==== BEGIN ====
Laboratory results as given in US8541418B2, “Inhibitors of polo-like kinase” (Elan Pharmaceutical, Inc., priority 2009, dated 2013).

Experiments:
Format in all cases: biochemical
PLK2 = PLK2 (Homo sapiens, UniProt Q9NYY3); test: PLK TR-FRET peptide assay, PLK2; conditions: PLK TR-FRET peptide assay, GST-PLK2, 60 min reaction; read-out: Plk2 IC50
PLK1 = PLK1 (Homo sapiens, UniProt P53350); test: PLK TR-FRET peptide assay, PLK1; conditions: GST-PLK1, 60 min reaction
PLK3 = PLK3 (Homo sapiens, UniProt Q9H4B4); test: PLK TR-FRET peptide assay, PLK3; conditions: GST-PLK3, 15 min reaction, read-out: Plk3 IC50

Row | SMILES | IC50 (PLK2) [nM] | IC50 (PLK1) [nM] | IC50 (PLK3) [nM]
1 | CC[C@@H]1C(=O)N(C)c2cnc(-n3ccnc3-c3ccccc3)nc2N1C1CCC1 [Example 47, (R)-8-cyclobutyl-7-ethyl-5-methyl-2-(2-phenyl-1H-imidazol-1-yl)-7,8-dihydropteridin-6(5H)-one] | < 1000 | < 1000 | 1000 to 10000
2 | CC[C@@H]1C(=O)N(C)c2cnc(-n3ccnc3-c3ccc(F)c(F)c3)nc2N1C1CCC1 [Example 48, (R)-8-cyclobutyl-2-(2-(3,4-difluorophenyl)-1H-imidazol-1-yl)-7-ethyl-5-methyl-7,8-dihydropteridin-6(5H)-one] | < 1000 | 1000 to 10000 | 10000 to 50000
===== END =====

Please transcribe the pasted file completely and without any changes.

Laboratory results as given in US8541418B2, “Inhibitors of polo-like kinase” (Elan Pharmaceutical, Inc., priority 2009, dated 2013).

Experiments:
Format in all cases: biochemical
PLK2 = PLK2 (Homo sapiens, UniProt Q9NYY3); test: PLK TR-FRET peptide assay, PLK2; conditions: PLK TR-FRET peptide assay, GST-PLK2, 60 min reaction; read-out: Plk2 IC50
PLK1 = PLK1 (Homo sapiens, UniProt P53350); test: PLK TR-FRET peptide assay, PLK1; conditions: GST-PLK1, 60 min reaction
PLK3 = PLK3 (Homo sapiens, UniProt Q9H4B4); test: PLK TR-FRET peptide assay, PLK3; conditions: GST-PLK3, 15 min reaction, read-out: Plk3 IC50

Row | SMILES | IC50 (PLK2) [nM] | IC50 (PLK1) [nM] | IC50 (PLK3) [nM]
1 | CC[C@@H]1C(=O)N(C)c2cnc(-n3ccnc3-c3ccccc3)nc2N1C1CCC1 [Example 47, (R)-8-cyclobutyl-7-ethyl-5-methyl-2-(2-phenyl-1H-imidazol-1-yl)-7,8-dihydropteridin-6(5H)-one] | < 1000 | < 1000 | 1000 to 10000
2 | CC[C@@H]1C(=O)N(C)c2cnc(-n3ccnc3-c3ccc(F)c(F)c3)nc2N1C1CCC1 [Example 48, (R)-8-cyclobutyl-2-(2-(3,4-difluorophenyl)-1H-imidazol-1-yl)-7-ethyl-5-methyl-7,8-dihydropteridin-6(5H)-one] | < 1000 | 1000 to 10000 | 10000 to 50000